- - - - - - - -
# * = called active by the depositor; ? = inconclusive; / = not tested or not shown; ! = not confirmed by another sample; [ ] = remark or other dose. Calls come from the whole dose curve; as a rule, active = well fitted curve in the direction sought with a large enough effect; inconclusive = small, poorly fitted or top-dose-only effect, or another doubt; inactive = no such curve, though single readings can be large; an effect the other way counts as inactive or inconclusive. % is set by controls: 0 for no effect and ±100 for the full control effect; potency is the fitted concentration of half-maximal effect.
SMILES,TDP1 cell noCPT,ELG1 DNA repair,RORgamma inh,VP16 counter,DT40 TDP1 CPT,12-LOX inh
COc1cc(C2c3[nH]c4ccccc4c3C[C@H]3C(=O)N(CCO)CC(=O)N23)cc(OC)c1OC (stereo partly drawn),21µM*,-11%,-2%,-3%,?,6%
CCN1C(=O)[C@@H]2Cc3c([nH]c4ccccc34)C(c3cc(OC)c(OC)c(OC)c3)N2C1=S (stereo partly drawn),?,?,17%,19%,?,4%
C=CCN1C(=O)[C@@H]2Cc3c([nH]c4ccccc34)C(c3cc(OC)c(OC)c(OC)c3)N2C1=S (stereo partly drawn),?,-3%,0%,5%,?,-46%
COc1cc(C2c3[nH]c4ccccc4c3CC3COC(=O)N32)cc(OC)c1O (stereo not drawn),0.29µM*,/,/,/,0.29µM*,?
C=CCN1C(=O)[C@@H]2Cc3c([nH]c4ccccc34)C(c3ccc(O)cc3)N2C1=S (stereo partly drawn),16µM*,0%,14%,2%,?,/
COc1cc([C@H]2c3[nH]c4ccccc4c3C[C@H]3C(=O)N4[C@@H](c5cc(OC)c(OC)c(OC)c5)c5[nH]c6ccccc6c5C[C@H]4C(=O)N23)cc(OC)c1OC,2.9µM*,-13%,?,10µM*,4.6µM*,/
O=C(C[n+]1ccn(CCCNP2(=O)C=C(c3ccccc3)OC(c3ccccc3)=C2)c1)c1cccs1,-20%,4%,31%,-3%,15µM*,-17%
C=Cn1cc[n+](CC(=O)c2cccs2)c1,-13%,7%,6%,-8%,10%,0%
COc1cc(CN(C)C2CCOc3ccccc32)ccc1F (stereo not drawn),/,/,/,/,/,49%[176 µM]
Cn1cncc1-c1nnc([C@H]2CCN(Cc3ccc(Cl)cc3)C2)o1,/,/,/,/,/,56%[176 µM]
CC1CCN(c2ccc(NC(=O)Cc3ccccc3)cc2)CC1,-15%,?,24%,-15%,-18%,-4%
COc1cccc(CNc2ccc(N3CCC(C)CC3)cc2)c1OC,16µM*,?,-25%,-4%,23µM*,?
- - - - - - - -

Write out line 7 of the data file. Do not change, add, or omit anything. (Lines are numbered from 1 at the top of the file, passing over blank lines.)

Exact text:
C=CCN1C(=O)[C@@H]2Cc3c([nH]c4ccccc34)C(c3ccc(O)cc3)N2C1=S (stereo partly drawn),16µM*,0%,14%,2%,?,/